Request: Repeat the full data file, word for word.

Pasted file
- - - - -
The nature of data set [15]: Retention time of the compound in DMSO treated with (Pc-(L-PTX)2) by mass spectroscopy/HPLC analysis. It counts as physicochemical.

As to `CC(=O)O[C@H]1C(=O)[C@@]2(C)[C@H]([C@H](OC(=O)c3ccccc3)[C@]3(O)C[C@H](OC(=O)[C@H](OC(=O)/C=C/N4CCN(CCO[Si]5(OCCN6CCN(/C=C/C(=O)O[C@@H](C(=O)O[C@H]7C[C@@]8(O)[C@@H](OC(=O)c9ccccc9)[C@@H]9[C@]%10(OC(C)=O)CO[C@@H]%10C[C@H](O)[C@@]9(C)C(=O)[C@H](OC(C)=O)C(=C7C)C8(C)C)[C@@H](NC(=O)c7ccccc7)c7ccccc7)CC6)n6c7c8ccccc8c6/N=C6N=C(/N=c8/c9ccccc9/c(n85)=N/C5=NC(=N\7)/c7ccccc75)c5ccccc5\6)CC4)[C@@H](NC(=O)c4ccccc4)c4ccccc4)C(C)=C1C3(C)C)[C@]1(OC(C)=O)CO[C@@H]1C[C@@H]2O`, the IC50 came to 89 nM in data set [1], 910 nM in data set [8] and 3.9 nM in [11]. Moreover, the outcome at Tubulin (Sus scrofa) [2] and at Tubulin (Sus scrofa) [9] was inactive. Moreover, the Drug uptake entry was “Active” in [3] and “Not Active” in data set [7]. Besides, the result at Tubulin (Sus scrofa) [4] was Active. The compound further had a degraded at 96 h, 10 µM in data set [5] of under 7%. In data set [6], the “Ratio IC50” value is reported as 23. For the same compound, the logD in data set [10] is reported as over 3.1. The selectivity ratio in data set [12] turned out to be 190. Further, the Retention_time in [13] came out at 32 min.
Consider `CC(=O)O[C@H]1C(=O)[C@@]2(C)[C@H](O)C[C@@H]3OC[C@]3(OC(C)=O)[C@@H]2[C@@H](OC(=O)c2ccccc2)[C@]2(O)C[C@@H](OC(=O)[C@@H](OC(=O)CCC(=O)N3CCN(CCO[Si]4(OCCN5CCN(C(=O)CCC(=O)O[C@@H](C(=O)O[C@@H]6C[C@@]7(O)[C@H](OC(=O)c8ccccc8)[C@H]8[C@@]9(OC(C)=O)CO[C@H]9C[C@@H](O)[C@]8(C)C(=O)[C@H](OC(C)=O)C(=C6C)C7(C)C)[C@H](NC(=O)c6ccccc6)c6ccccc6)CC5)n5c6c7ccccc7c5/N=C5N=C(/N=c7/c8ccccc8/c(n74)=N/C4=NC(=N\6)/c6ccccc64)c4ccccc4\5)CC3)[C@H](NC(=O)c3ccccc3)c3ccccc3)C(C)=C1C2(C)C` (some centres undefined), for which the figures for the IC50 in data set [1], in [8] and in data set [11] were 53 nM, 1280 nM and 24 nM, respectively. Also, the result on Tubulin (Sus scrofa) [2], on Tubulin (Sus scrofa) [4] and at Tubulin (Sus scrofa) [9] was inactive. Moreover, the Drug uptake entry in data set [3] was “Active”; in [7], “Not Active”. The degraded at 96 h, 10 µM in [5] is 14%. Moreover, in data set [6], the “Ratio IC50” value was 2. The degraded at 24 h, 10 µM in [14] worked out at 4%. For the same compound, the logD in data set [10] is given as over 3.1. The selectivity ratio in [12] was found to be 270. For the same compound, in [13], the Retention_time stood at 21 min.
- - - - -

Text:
The nature of data set [15]: Retention time of the compound in DMSO treated with (Pc-(L-PTX)2) by mass spectroscopy/HPLC analysis. It counts as physicochemical.

As to `CC(=O)O[C@H]1C(=O)[C@@]2(C)[C@H]([C@H](OC(=O)c3ccccc3)[C@]3(O)C[C@H](OC(=O)[C@H](OC(=O)/C=C/N4CCN(CCO[Si]5(OCCN6CCN(/C=C/C(=O)O[C@@H](C(=O)O[C@H]7C[C@@]8(O)[C@@H](OC(=O)c9ccccc9)[C@@H]9[C@]%10(OC(C)=O)CO[C@@H]%10C[C@H](O)[C@@]9(C)C(=O)[C@H](OC(C)=O)C(=C7C)C8(C)C)[C@@H](NC(=O)c7ccccc7)c7ccccc7)CC6)n6c7c8ccccc8c6/N=C6N=C(/N=c8/c9ccccc9/c(n85)=N/C5=NC(=N\7)/c7ccccc75)c5ccccc5\6)CC4)[C@@H](NC(=O)c4ccccc4)c4ccccc4)C(C)=C1C3(C)C)[C@]1(OC(C)=O)CO[C@@H]1C[C@@H]2O`, the IC50 came to 89 nM in data set [1], 910 nM in data set [8] and 3.9 nM in [11]. Moreover, the outcome at Tubulin (Sus scrofa) [2] and at Tubulin (Sus scrofa) [9] was inactive. Moreover, the Drug uptake entry was “Active” in [3] and “Not Active” in data set [7]. Besides, the result at Tubulin (Sus scrofa) [4] was Active. The compound further had a degraded at 96 h, 10 µM in data set [5] of under 7%. In data set [6], the “Ratio IC50” value is reported as 23. For the same compound, the logD in data set [10] is reported as over 3.1. The selectivity ratio in data set [12] turned out to be 190. Further, the Retention_time in [13] came out at 32 min.
Consider `CC(=O)O[C@H]1C(=O)[C@@]2(C)[C@H](O)C[C@@H]3OC[C@]3(OC(C)=O)[C@@H]2[C@@H](OC(=O)c2ccccc2)[C@]2(O)C[C@@H](OC(=O)[C@@H](OC(=O)CCC(=O)N3CCN(CCO[Si]4(OCCN5CCN(C(=O)CCC(=O)O[C@@H](C(=O)O[C@@H]6C[C@@]7(O)[C@H](OC(=O)c8ccccc8)[C@H]8[C@@]9(OC(C)=O)CO[C@H]9C[C@@H](O)[C@]8(C)C(=O)[C@H](OC(C)=O)C(=C6C)C7(C)C)[C@H](NC(=O)c6ccccc6)c6ccccc6)CC5)n5c6c7ccccc7c5/N=C5N=C(/N=c7/c8ccccc8/c(n74)=N/C4=NC(=N\6)/c6ccccc64)c4ccccc4\5)CC3)[C@H](NC(=O)c3ccccc3)c3ccccc3)C(C)=C1C2(C)C` (some centres undefined), for which the figures for the IC50 in data set [1], in [8] and in data set [11] were 53 nM, 1280 nM and 24 nM, respectively. Also, the result on Tubulin (Sus scrofa) [2], on Tubulin (Sus scrofa) [4] and at Tubulin (Sus scrofa) [9] was inactive. Moreover, the Drug uptake entry in data set [3] was “Active”; in [7], “Not Active”. The degraded at 96 h, 10 µM in [5] is 14%. Moreover, in data set [6], the “Ratio IC50” value was 2. The degraded at 24 h, 10 µM in [14] worked out at 4%. For the same compound, the logD in data set [10] is given as over 3.1. The selectivity ratio in [12] was found to be 270. For the same compound, in [13], the Retention_time stood at 21 min.